Harvesting Color (Artisan Books, 2011) is the essential guide to natural dyeing and creating gorgeous color from plants. Author and master dyer Rebecca Burgess presents over thirty plants which yield stunning natural shades and illustrates just how easy the dyes are to make. In this excerpt taken from part one, “Getting Started,” learn how to make natural dyes.
You can purchase this book from the MOTHER EARTH NEWS store: Harvesting Color.
Summer Dye Starter
This is a wonderful activity for children and parents to do together — a blend of art, science, and the garden. However, if you do not have a garden, bouquets of coreopsis can often be purchased at a farmers’ market and enjoyed for several days in the home before being used for dye. Just before the foliage wilts, the flowers can be cut and placed in your dye jar.
I recommend the use of tickseed coreopsis because varieties of this plant are native to most regions of the United States, and while you may not find the variety that is endemic to your region, the commonly sold cultivar that you purchase at your local nursery will make a perfect dye. If you would like to plant a native variety, I recommend you seek out a seed purveyor in your area. Growing the local seed variety has its benefits — these plants thrive in the garden without the need for extensive attention.
How to Make Natural Dyes
I use a solar oven for all coreopsis dye making; the process of using the sun’s energy, and negating the carbon footprint produced with a traditional heat source, is a gratifying one. The solar dye-vat method can be used as a strategy to experiment with other species; flowers tend to yield the fastest results, compared with barks, twigs, and leaves. The sun-oven always cooks the flowers and fiber within one day; it is a reliable, simple, and efficient tool.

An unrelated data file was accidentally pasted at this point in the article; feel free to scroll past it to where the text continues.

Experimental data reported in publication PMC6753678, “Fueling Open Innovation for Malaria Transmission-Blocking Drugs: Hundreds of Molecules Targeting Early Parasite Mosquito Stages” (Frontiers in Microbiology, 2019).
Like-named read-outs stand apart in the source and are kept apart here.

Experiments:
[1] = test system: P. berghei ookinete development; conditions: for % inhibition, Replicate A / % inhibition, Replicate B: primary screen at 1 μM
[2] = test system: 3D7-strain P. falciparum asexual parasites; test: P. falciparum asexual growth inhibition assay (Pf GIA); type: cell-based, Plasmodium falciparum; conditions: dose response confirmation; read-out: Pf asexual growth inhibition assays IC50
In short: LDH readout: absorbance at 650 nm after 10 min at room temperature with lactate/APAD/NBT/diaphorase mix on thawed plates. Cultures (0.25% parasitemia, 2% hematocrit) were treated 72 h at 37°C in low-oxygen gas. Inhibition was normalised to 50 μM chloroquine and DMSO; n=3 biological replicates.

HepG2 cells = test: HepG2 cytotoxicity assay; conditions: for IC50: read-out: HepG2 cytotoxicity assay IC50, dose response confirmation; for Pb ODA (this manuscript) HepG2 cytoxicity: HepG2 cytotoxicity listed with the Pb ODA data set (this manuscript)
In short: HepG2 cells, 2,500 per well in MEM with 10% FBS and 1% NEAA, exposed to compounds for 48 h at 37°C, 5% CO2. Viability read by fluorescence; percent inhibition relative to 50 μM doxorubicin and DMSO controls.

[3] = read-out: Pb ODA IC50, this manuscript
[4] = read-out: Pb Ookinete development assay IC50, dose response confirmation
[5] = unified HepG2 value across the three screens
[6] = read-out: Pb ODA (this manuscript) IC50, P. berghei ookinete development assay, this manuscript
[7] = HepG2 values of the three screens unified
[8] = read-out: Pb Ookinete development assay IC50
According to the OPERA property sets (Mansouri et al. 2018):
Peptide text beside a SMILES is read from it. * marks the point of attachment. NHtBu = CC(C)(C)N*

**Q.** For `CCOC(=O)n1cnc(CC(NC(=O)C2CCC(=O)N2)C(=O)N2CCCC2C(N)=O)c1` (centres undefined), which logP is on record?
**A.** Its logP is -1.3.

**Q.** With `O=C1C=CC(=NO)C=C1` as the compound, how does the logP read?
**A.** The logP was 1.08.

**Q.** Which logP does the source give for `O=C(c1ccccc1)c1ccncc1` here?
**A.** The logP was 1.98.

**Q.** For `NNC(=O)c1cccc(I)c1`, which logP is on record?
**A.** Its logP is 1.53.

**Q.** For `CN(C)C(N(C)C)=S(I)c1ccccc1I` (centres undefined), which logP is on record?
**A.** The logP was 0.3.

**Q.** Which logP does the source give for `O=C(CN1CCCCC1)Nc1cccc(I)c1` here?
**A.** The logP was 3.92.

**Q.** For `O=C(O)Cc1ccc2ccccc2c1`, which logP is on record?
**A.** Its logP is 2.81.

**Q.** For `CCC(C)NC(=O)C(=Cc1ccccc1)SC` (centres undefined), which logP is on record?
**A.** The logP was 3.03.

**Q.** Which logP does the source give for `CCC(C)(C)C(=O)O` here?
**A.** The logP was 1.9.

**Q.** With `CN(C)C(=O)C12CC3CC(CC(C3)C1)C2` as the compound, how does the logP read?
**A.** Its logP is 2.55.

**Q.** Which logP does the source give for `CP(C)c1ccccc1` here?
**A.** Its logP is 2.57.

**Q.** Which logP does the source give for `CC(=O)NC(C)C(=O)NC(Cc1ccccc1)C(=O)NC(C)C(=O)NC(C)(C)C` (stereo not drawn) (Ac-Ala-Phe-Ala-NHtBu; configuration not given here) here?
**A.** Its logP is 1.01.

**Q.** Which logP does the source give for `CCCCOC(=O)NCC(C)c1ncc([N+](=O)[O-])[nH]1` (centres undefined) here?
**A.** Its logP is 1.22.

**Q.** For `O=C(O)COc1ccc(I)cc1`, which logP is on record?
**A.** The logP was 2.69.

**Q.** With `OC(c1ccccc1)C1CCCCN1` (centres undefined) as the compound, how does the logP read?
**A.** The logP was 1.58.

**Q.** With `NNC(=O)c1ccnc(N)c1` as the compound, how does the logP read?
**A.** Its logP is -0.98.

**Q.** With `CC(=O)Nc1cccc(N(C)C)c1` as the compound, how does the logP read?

Ratio of 1:1, fresh flower weight to fiber weight (for more specific dyestuffs refer to Harvesting Color)
Fibers premordanted in alum
Start the dye making early, before 10:00 a.m., to ensure that the strongest sunlight of the day will be captured. Add fresh flowers to a glass jar and cover them generously with hot tap water. You will begin to see the clear water change to yellow in the first five minutes. Place your jar in direct sunlight in an outdoor environment. As the light changes throughout the day, make sure to move the jar accordingly. Fiber, yarn, or bits of fabric can be added to the dye bath once the color of the solution has turned orange (this can take anywhere from 2 to 4 hours in direct sunlight).
Keep your fibers in the jar, with the lid on, for the rest of the day. The outdoor temperature determines the speed at which the dye will set — the warmer the air, the faster the processing time. Check the color periodically throughout the afternoon and remove the fibers when you observe a strong orange or yellow/orange color, based on your preference.
Once removed, hang the yarns until they are room temperature. Then, gently rinse them in warm or cool water and hang them to dry completely. Leaving the fibers in overnight or over a period of two days will strengthen the color.
Excerpted from Harvesting Color: How to Find Plants and Make Natural Dyes by Rebecca Burgess (Artisan Books). Copyright © 2011. Photographs by Paige Green. Buy this book from our store: Harvesting Color.